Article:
WASHINGTON — A Democratic senator rebuked President Bush's transportation chief on Tuesday for allowing Mexican trucks to travel into the United States despite what he said was a clear ban by Congress.
"I think there is an arrogance here that is all too common in this administration," Sen. Byron Dorgan, D-N.D., told Transportation Secretary Mary Peters. "You will do what you will do, but I will tell you there will be consequences to that."
The Cabinet secretary defended the administration policy, telling Dorgan, "There is no intention to disrespect you or this Congress."
Dorgan, one of the leading congressional critics of the cross-border trucking program, summoned Peters and other transportation officials to a hearing to scrutinize the administration's continuation of the pilot program after Congress voted to cut off money for it.
The initiative, which stems from the 1994 North American Free Trade Agreement, allows Mexican trucks to begin traveling beyond a 25-mile zone into the U.S. interior. U.S. trucks participating in the pilot program now are permitted beyond a similar border zone in Mexico to haul cargo deep into that country.
The demonstration project, which is tied to the larger debate over U.S. immigration policies, has prompted widespread opposition in Congress. But Peters said that concerns over safety were unwarranted, and she defended the initiative as a well-regulated program that will offer a substantial boost for U.S. truckers doing business in Mexico.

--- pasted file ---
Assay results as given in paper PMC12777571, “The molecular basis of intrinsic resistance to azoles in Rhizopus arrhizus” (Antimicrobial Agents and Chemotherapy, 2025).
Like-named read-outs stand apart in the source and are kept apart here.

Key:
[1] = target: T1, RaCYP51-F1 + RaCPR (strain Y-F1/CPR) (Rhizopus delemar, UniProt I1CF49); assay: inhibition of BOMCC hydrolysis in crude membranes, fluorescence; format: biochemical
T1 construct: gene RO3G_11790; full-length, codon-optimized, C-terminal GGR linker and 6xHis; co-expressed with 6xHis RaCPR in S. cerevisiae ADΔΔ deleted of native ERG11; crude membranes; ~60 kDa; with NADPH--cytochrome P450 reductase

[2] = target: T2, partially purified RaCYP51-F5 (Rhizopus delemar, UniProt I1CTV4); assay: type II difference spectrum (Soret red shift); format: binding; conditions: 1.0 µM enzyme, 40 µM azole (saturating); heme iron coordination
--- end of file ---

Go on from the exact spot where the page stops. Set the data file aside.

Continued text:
Peters and D.J. Gribbin, the department's general counsel, restated the administration's contention that the congressional action permits the pilot program to continue but bans any future program.
Dorgan and Sen. Mark Pryor, D-Ark., the only other senator who participated in the hearing, told the administration officials that Congress clearly intended to keep Mexican 18-wheelers out of the United States.
"This is a slap in the face of Congress," Dorgan said.
Dorgan told Peters that he regretted supporting her nomination. He said he'd asked the Government Accountability Office, Congress' investigative arm, to determine whether Peters' department had committed criminal and civil violations under a law that prohibits the expenditure of federal money in a manner contrary to that allowed by Congress.
Calvin Scovel III, the department's inspector general, testified that he couldn't make any meaningful conclusions about the program's safety because far fewer companies and vehicles have participated in the project than had been expected.
The department planned for 100 Mexican companies, but as of last Thursday only 19 carriers had been authorized to participate, and one of those had withdrawn after being cited for numerous violations, which transportation officials said were largely minor.
Mexican trucks have made 247 trips beyond the commercial border zone, most of which were to California, Scovel said.